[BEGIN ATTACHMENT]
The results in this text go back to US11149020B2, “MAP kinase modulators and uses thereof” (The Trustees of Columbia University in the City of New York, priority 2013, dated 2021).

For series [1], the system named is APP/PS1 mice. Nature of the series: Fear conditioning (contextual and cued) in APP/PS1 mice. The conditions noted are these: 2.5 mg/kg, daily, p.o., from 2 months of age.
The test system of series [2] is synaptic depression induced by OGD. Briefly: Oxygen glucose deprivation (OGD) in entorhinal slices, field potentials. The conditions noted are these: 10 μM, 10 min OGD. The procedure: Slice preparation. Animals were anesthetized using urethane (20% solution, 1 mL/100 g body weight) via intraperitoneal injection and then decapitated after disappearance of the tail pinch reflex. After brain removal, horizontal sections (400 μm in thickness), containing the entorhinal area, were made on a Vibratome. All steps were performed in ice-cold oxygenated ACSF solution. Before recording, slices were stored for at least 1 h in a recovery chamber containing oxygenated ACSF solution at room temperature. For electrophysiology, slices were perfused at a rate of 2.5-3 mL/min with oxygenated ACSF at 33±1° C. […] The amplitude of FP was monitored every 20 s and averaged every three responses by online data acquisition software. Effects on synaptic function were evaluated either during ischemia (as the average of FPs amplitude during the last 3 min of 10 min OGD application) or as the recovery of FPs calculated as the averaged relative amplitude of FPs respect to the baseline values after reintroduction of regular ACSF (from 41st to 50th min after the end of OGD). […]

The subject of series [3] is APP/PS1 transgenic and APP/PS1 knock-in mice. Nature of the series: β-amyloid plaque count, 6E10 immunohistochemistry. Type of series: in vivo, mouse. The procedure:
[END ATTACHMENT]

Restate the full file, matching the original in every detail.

The results in this text go back to US11149020B2, “MAP kinase modulators and uses thereof” (The Trustees of Columbia University in the City of New York, priority 2013, dated 2021).

For series [1], the system named is APP/PS1 mice. Nature of the series: Fear conditioning (contextual and cued) in APP/PS1 mice. The conditions noted are these: 2.5 mg/kg, daily, p.o., from 2 months of age.
The test system of series [2] is synaptic depression induced by OGD. Briefly: Oxygen glucose deprivation (OGD) in entorhinal slices, field potentials. The conditions noted are these: 10 μM, 10 min OGD. The procedure: Slice preparation. Animals were anesthetized using urethane (20% solution, 1 mL/100 g body weight) via intraperitoneal injection and then decapitated after disappearance of the tail pinch reflex. After brain removal, horizontal sections (400 μm in thickness), containing the entorhinal area, were made on a Vibratome. All steps were performed in ice-cold oxygenated ACSF solution. Before recording, slices were stored for at least 1 h in a recovery chamber containing oxygenated ACSF solution at room temperature. For electrophysiology, slices were perfused at a rate of 2.5-3 mL/min with oxygenated ACSF at 33±1° C. […] The amplitude of FP was monitored every 20 s and averaged every three responses by online data acquisition software. Effects on synaptic function were evaluated either during ischemia (as the average of FPs amplitude during the last 3 min of 10 min OGD application) or as the recovery of FPs calculated as the averaged relative amplitude of FPs respect to the baseline values after reintroduction of regular ACSF (from 41st to 50th min after the end of OGD). […]

The subject of series [3] is APP/PS1 transgenic and APP/PS1 knock-in mice. Nature of the series: β-amyloid plaque count, 6E10 immunohistochemistry. Type of series: in vivo, mouse. The procedure: